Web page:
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The future for corporates

Comment: Twofour Knowledge md Charles Mills on the way ahead for corporate producers in a new era of government cuts

“I’d be delighted to be proved wrong…” Every time I hear that prefix to yet another sombre forecast I feel a surge of defiant optimism. Which is how I feel now – writing soon after the spending review.

Those of us who have enjoyed government business over the years (by all accounts the majority of agencies in our sector), it’s a bit gloomy...and yet…and yet…

We have now had five months to get used to a freeze on government communications budgets which officially extends to April next year. Our hope was that the spending review might give us some sense of where our future might lie.

Has it helped? Without any detail, we can guess where our services broadly might be required: tackling the welfare budget by getting people into work, developing online health services, somehow delivering “more for less” for schools.

But the only communication-related certainties are the removal of commissioning channels that we have come to rely on, such as a good chunk of the COI, and the fact that public servants will have a queue of other priorities, not least their own jobs, before they consider communications. So not much to go on.

My own optimism is based more on the character of our corporate comms industry. We’ve been adapting to new technologies and markets since before the war. Let’s adapt again.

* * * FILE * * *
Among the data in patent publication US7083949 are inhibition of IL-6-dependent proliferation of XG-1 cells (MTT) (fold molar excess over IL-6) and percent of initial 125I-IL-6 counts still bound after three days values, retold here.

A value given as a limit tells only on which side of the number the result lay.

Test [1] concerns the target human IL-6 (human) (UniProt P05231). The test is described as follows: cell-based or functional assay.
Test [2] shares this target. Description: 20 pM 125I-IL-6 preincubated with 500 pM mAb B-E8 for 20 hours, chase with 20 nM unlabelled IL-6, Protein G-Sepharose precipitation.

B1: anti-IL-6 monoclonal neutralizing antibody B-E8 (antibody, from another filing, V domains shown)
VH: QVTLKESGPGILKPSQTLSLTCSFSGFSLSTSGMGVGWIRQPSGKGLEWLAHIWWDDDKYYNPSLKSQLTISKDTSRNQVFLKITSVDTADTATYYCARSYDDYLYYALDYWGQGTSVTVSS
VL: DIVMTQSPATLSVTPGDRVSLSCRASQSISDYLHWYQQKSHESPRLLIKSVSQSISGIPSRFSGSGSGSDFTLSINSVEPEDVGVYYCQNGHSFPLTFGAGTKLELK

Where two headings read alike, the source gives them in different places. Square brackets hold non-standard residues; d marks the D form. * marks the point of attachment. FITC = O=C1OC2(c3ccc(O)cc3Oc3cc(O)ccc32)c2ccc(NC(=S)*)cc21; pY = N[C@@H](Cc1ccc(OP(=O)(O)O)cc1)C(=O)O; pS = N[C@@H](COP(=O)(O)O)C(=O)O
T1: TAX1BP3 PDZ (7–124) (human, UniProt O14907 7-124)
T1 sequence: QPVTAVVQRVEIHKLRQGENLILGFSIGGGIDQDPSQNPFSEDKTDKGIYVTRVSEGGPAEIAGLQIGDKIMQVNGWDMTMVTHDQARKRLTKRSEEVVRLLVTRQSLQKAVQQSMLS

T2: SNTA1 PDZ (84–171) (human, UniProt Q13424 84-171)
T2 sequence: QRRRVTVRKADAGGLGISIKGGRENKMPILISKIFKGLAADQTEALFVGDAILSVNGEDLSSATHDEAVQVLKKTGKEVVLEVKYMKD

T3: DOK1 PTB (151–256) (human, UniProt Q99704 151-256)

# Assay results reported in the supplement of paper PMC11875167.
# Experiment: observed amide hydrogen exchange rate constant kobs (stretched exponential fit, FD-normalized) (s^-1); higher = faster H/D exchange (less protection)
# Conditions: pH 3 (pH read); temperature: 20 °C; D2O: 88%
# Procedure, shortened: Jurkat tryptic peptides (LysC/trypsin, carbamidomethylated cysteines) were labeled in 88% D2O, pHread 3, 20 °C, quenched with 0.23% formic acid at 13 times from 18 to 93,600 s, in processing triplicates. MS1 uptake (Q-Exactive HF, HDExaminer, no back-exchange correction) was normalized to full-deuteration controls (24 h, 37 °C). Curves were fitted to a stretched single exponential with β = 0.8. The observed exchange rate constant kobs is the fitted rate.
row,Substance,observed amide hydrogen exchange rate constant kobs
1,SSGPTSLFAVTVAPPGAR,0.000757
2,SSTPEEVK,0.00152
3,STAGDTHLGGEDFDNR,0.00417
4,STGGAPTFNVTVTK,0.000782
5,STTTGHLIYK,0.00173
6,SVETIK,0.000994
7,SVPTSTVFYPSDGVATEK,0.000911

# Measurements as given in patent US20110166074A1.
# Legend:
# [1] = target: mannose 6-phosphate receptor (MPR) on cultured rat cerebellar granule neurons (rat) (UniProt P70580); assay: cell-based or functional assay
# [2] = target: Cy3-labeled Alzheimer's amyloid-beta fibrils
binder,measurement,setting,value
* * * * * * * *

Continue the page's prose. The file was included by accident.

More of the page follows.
Big, mass market government campaigns are off the agenda. We need to sell what we’re good at – helping organisations develop focused, sustained, two-way relationships with their audiences.

Let’s stop hoping that tenders will start flowing again and actively propose solutions based on understanding of policy priorities.

Most importantly we need to recognise that “communications” are probably seen as soft and dispensible.

Government will want proof that our stuff actually works (the IVCA’s push for more measurement could not be more timely) and we need to demonstrate that the combination of persuasive content and cost-effective distribution via digital platforms is capable of real heavy lifting – from reducing the cost of transactions with citizens to improving the quality of public services.

Charles Mills is md of Twofour Knowledge

Posted 05 November 2010 by Charles Mills
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